And this could be more than just an aspiration; it could be a party-political necessity. People do not like the Tory party. In the 80s we governed by default, and people were only too delighted to get rid of us the moment the opposition looked credible in the 1990's. Now we see a situation where once again we face gaining power at a time of huge economic difficulty, and once again will have to make unpopular decisions. In 1983, Margaret Thatcher had the Falklands Victory behind her and Michael Foot opposing her. Who is to say that we are going to benefit from a foreign policy coup and an unelectable oppositon when we go to the country after our first term? We are not guaranteed a decade in power just because that's the current pattern. We MUST get these people OFF the streets, and do it sharpish; then whatever the situation with the economy, we can at least go to the polls having cleaned up the streets and lifted a vast burden from the public conciousness.


Louise is right to bring up this problem. It is a particularly unpleasent form of Anti-Social behaviour and something must be done.

One of my close friends was in exactly the situation Louise was in. The father of a family, disgusted at his children being exposed to such language and behaviour asked them to quiet down. The response was several punches to his face, right in front of his screaming family.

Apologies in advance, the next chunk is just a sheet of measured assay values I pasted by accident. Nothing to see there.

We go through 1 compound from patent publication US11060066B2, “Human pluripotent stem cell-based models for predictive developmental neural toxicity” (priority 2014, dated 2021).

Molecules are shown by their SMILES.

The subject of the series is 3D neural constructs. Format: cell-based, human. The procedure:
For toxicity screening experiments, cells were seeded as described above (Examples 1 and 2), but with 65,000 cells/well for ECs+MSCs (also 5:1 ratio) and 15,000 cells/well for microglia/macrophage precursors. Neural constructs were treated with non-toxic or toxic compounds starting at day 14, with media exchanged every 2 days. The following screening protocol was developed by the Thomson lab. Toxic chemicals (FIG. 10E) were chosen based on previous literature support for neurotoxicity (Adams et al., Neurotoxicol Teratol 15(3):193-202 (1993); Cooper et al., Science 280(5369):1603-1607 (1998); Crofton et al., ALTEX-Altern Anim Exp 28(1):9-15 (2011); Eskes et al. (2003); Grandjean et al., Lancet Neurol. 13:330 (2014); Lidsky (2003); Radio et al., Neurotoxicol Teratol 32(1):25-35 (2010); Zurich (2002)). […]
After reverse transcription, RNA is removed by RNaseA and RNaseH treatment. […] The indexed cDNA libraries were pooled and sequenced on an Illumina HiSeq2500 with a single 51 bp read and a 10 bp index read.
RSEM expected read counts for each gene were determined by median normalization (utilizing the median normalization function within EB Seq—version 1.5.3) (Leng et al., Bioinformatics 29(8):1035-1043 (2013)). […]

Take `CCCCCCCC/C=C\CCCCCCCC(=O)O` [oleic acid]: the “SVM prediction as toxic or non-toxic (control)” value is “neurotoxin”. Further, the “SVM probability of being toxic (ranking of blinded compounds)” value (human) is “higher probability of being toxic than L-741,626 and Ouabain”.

How horrific it must be to see your own father being beaten by a mob of drunken hooligans. I think it would be a good idea to have police travel on trains during match times. Obviously there is the issue of funding but I don't think I have enough knowledge to suggest anything there. All I know is that this, along with the wider elements of our Broken Society, must be fixed. Only our party can do this.


Not a very conservative response to a problem, is it? Legislate to force the company to pay for something that it essentially should not be responsible for?

There is existing legislation to deal with the louts, it just needs to be enforced.

Louise Bagshawe

Erm - can I point out that I am most emphatically not calling for any kind of tax whatever.

"to change how businesses contribute to society.. through exhortation and not regulation. A light touch is the Conservative way...I do not advocate a punitive tax or charge on premier league clubs."